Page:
By Lauren Gill
In August 2011, Philadelphia’s Radio 104.5 debuted Of Monsters and Men’s triumphant wall of Icelandic sound “Little Talks.” Fast forward to April 2012 and the sextet has sold out shows in a matter of minutes across the U.S. even before their album “My Head is an Animal” hit American soil. They are often called the Icelandic counterparts to Mumford and Sons and Arcade Fire.
Their Tuesday night show at the Theater of the Living Arts was part mysticism and part celebration and coincided with the American release of “Little Talks.” The night highlighted one of the most appealing aspects Of Monsters and Men: their passion for live performance. They seemed to be having as much fun, if not more fun, than their audience, often exchanging smiles as if to say to one another, “I can’t believe this is happening.”
Armed with charming accents, tambourines, a trumpet, accordion, and every other instrument imaginable, Of Monsters and Men took a stage was adorned with Christmas tree lights and delivered a jubilant show.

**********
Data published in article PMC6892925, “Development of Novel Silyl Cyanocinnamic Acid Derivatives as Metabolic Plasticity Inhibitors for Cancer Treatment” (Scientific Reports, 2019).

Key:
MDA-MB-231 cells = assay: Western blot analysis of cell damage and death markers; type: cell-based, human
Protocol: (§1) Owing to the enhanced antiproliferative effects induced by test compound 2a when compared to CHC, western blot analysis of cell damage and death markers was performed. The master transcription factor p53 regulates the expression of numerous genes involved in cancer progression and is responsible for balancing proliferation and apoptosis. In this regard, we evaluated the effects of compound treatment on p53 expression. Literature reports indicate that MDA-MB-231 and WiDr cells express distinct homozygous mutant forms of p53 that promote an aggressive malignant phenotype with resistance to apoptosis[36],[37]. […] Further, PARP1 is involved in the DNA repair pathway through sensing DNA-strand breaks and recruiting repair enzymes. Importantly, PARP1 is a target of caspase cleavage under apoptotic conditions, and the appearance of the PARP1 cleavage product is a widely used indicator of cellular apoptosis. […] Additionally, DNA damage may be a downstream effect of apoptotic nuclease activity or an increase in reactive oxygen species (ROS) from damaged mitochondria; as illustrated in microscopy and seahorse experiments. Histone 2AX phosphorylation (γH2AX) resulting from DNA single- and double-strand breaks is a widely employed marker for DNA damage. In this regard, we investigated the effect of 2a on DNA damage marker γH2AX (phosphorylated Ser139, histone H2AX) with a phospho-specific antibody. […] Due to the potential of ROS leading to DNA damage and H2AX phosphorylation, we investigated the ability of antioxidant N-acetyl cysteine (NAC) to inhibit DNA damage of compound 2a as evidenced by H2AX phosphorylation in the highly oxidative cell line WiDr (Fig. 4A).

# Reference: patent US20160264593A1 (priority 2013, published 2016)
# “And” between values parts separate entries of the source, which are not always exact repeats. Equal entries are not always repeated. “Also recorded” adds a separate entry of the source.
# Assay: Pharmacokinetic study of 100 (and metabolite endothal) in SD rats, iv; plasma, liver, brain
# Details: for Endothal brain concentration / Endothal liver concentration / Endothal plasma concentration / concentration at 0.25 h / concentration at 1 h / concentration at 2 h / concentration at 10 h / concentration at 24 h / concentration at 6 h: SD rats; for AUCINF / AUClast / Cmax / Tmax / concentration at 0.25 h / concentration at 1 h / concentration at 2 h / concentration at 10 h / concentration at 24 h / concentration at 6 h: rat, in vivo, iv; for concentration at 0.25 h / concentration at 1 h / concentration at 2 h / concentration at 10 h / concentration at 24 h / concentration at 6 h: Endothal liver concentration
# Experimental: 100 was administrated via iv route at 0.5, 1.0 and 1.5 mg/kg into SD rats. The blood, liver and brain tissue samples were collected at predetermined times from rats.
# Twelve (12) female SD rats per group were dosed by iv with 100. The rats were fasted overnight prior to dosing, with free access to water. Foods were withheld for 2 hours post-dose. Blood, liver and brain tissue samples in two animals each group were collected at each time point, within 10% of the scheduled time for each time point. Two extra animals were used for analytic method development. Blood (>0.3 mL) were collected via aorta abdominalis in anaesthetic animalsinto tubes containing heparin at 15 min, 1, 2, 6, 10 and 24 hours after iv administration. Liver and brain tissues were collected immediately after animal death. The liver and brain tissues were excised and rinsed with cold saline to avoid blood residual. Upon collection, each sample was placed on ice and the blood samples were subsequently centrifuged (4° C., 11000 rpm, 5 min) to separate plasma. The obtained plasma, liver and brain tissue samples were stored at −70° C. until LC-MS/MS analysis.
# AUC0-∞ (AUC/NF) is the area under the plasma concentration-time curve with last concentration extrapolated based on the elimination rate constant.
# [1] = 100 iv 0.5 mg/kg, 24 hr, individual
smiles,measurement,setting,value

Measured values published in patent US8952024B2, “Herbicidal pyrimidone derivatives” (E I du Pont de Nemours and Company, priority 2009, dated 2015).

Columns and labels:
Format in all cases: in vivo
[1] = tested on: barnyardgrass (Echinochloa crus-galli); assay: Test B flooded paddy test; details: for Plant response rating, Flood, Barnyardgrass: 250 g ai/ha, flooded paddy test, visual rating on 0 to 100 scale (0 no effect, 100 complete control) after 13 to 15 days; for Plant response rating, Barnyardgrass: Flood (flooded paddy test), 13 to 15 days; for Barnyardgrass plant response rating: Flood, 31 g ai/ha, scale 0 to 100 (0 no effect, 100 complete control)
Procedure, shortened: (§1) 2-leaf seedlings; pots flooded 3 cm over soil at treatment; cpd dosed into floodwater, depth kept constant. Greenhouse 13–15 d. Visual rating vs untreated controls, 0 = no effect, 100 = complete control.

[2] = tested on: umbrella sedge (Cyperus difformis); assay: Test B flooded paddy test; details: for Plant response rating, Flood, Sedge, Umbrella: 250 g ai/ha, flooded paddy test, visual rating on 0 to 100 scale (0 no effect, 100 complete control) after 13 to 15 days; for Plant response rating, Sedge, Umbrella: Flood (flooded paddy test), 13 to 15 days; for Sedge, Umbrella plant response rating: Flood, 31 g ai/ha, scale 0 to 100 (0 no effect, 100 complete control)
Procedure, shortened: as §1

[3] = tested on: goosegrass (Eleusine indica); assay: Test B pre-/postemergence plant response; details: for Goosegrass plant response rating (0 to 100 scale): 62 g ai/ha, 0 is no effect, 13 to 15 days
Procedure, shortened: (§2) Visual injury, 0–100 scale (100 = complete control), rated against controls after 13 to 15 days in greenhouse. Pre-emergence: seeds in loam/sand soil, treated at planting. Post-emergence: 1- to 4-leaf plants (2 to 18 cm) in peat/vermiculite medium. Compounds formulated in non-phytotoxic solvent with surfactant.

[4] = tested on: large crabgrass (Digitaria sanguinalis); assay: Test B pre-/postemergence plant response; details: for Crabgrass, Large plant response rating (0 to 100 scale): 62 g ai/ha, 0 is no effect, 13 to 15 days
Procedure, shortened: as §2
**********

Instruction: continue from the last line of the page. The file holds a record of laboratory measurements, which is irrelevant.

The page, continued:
The band took the crowd through their debut album with a few surprise add-ons. The Icelandic upstarts showed off their versatility, shining on the upbeat, soaring numbers and during more delicate moments. “Lakehouse” was an excellent example of the band’s attention to melodies, as the crowd joined the Monsters a capella for the outro The sextet performed a praiseworthy electric rendition of The Cure’s song “Close to Me.” Of course, the highlight of the night came with their captivating single “Little Talks,” which was positioned near the end of their regular set. This was by far the biggest sing-along in a night full of sing-alongs. Accompanying the rousing chorus was a glorious trumpet solo that flooded the TLA with nothing short of pure musical joy.
Following their regular set, the band came out for a three-song encore, much to the excitement of the crowd. They ended with the last song on their record, the fragile yet magical “Yellow Light.”
Given their outstanding success and passionate fan base, Of Monsters and Men seems to have every reason to feel as elated as their performance suggested. Their song “From Finner” seems to speak to their sentiments best: we are far from home but we’re so happy.
Slow and Steady
King and Lionheart
Love, Love, Love
Close to Me (The Cure cover)
Beneath my Bed